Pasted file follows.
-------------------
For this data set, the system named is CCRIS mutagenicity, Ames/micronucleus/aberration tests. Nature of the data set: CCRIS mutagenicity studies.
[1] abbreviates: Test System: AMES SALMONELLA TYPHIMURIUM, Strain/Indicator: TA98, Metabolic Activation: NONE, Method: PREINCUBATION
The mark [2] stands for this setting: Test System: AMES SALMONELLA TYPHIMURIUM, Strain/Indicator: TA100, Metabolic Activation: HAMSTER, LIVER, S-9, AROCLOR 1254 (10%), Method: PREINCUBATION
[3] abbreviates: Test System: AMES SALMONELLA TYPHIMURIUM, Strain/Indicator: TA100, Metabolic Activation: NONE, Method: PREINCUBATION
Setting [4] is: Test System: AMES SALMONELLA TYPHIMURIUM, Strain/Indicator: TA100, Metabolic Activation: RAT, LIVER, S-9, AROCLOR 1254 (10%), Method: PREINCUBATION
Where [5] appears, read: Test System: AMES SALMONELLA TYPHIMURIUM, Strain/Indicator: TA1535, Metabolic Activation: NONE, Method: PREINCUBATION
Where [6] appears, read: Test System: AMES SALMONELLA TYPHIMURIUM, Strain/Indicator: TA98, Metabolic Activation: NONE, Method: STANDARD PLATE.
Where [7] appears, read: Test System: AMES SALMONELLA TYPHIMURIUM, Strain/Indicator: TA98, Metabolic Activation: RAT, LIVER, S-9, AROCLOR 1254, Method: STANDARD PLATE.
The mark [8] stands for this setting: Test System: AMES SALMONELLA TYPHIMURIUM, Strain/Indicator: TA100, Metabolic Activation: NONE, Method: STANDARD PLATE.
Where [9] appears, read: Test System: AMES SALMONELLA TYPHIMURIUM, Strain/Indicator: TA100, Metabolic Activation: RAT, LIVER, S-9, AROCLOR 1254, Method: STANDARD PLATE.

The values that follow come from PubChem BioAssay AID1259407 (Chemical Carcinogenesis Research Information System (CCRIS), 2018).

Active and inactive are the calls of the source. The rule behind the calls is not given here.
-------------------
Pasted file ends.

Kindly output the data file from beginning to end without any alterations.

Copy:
For this data set, the system named is CCRIS mutagenicity, Ames/micronucleus/aberration tests. Nature of the data set: CCRIS mutagenicity studies.
[1] abbreviates: Test System: AMES SALMONELLA TYPHIMURIUM, Strain/Indicator: TA98, Metabolic Activation: NONE, Method: PREINCUBATION
The mark [2] stands for this setting: Test System: AMES SALMONELLA TYPHIMURIUM, Strain/Indicator: TA100, Metabolic Activation: HAMSTER, LIVER, S-9, AROCLOR 1254 (10%), Method: PREINCUBATION
[3] abbreviates: Test System: AMES SALMONELLA TYPHIMURIUM, Strain/Indicator: TA100, Metabolic Activation: NONE, Method: PREINCUBATION
Setting [4] is: Test System: AMES SALMONELLA TYPHIMURIUM, Strain/Indicator: TA100, Metabolic Activation: RAT, LIVER, S-9, AROCLOR 1254 (10%), Method: PREINCUBATION
Where [5] appears, read: Test System: AMES SALMONELLA TYPHIMURIUM, Strain/Indicator: TA1535, Metabolic Activation: NONE, Method: PREINCUBATION
Where [6] appears, read: Test System: AMES SALMONELLA TYPHIMURIUM, Strain/Indicator: TA98, Metabolic Activation: NONE, Method: STANDARD PLATE.
Where [7] appears, read: Test System: AMES SALMONELLA TYPHIMURIUM, Strain/Indicator: TA98, Metabolic Activation: RAT, LIVER, S-9, AROCLOR 1254, Method: STANDARD PLATE.
The mark [8] stands for this setting: Test System: AMES SALMONELLA TYPHIMURIUM, Strain/Indicator: TA100, Metabolic Activation: NONE, Method: STANDARD PLATE.
Where [9] appears, read: Test System: AMES SALMONELLA TYPHIMURIUM, Strain/Indicator: TA100, Metabolic Activation: RAT, LIVER, S-9, AROCLOR 1254, Method: STANDARD PLATE.

The values that follow come from PubChem BioAssay AID1259407 (Chemical Carcinogenesis Research Information System (CCRIS), 2018).

Active and inactive are the calls of the source. The rule behind the calls is not given here.